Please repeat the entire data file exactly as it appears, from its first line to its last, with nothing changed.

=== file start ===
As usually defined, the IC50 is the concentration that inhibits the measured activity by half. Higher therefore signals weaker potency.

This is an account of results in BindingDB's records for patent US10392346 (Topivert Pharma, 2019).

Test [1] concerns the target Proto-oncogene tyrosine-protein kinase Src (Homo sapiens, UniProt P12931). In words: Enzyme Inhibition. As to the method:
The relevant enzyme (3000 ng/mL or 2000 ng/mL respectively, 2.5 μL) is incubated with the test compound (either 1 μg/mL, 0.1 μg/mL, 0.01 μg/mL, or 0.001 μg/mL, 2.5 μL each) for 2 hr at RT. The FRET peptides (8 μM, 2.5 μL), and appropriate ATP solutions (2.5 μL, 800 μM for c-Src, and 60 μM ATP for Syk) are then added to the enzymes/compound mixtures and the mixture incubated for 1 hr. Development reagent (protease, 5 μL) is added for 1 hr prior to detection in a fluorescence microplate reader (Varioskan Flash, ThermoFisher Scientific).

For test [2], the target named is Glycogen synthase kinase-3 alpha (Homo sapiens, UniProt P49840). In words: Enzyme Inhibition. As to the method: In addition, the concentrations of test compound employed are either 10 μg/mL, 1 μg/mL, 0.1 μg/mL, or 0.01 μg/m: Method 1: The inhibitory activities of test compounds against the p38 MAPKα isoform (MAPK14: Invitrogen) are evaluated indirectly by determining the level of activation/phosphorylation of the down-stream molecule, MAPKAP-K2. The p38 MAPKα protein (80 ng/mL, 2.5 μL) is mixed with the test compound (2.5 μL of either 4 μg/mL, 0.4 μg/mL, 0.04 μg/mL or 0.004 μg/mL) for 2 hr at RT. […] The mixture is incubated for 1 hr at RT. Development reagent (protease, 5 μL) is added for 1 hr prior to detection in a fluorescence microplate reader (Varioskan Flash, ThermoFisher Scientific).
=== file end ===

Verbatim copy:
As usually defined, the IC50 is the concentration that inhibits the measured activity by half. Higher therefore signals weaker potency.

This is an account of results in BindingDB's records for patent US10392346 (Topivert Pharma, 2019).

Test [1] concerns the target Proto-oncogene tyrosine-protein kinase Src (Homo sapiens, UniProt P12931). In words: Enzyme Inhibition. As to the method:
The relevant enzyme (3000 ng/mL or 2000 ng/mL respectively, 2.5 μL) is incubated with the test compound (either 1 μg/mL, 0.1 μg/mL, 0.01 μg/mL, or 0.001 μg/mL, 2.5 μL each) for 2 hr at RT. The FRET peptides (8 μM, 2.5 μL), and appropriate ATP solutions (2.5 μL, 800 μM for c-Src, and 60 μM ATP for Syk) are then added to the enzymes/compound mixtures and the mixture incubated for 1 hr. Development reagent (protease, 5 μL) is added for 1 hr prior to detection in a fluorescence microplate reader (Varioskan Flash, ThermoFisher Scientific).

For test [2], the target named is Glycogen synthase kinase-3 alpha (Homo sapiens, UniProt P49840). In words: Enzyme Inhibition. As to the method: In addition, the concentrations of test compound employed are either 10 μg/mL, 1 μg/mL, 0.1 μg/mL, or 0.01 μg/m: Method 1: The inhibitory activities of test compounds against the p38 MAPKα isoform (MAPK14: Invitrogen) are evaluated indirectly by determining the level of activation/phosphorylation of the down-stream molecule, MAPKAP-K2. The p38 MAPKα protein (80 ng/mL, 2.5 μL) is mixed with the test compound (2.5 μL of either 4 μg/mL, 0.4 μg/mL, 0.04 μg/mL or 0.004 μg/mL) for 2 hr at RT. […] The mixture is incubated for 1 hr at RT. Development reagent (protease, 5 μL) is added for 1 hr prior to detection in a fluorescence microplate reader (Varioskan Flash, ThermoFisher Scientific).